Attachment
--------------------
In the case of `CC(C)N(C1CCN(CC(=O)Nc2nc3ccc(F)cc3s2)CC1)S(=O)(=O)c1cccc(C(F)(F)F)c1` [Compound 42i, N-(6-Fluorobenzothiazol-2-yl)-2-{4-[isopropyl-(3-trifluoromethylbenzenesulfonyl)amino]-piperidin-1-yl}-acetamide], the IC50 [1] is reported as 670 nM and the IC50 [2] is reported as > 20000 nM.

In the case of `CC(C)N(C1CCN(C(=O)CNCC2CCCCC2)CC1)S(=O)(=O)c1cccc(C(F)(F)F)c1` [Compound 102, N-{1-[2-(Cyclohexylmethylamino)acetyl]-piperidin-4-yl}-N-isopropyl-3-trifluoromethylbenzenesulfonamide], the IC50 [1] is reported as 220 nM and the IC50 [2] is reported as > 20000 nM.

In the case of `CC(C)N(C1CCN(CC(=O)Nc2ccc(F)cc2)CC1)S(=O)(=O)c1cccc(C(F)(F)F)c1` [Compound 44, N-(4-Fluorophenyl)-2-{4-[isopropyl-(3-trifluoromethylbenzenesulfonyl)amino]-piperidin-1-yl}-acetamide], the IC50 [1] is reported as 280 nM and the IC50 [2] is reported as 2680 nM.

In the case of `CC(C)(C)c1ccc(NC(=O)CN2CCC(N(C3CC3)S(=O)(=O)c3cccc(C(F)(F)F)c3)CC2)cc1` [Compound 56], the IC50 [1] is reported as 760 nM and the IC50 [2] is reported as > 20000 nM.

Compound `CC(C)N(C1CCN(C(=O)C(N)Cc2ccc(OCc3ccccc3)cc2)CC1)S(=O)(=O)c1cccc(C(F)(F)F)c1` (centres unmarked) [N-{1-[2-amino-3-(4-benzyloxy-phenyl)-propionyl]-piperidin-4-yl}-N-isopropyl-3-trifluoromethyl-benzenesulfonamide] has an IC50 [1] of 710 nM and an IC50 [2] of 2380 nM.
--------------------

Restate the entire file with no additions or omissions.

In the case of `CC(C)N(C1CCN(CC(=O)Nc2nc3ccc(F)cc3s2)CC1)S(=O)(=O)c1cccc(C(F)(F)F)c1` [Compound 42i, N-(6-Fluorobenzothiazol-2-yl)-2-{4-[isopropyl-(3-trifluoromethylbenzenesulfonyl)amino]-piperidin-1-yl}-acetamide], the IC50 [1] is reported as 670 nM and the IC50 [2] is reported as > 20000 nM.

In the case of `CC(C)N(C1CCN(C(=O)CNCC2CCCCC2)CC1)S(=O)(=O)c1cccc(C(F)(F)F)c1` [Compound 102, N-{1-[2-(Cyclohexylmethylamino)acetyl]-piperidin-4-yl}-N-isopropyl-3-trifluoromethylbenzenesulfonamide], the IC50 [1] is reported as 220 nM and the IC50 [2] is reported as > 20000 nM.

In the case of `CC(C)N(C1CCN(CC(=O)Nc2ccc(F)cc2)CC1)S(=O)(=O)c1cccc(C(F)(F)F)c1` [Compound 44, N-(4-Fluorophenyl)-2-{4-[isopropyl-(3-trifluoromethylbenzenesulfonyl)amino]-piperidin-1-yl}-acetamide], the IC50 [1] is reported as 280 nM and the IC50 [2] is reported as 2680 nM.

In the case of `CC(C)(C)c1ccc(NC(=O)CN2CCC(N(C3CC3)S(=O)(=O)c3cccc(C(F)(F)F)c3)CC2)cc1` [Compound 56], the IC50 [1] is reported as 760 nM and the IC50 [2] is reported as > 20000 nM.

Compound `CC(C)N(C1CCN(C(=O)C(N)Cc2ccc(OCc3ccccc3)cc2)CC1)S(=O)(=O)c1cccc(C(F)(F)F)c1` (centres unmarked) [N-{1-[2-amino-3-(4-benzyloxy-phenyl)-propionyl]-piperidin-4-yl}-N-isopropyl-3-trifluoromethyl-benzenesulfonamide] has an IC50 [1] of 710 nM and an IC50 [2] of 2380 nM.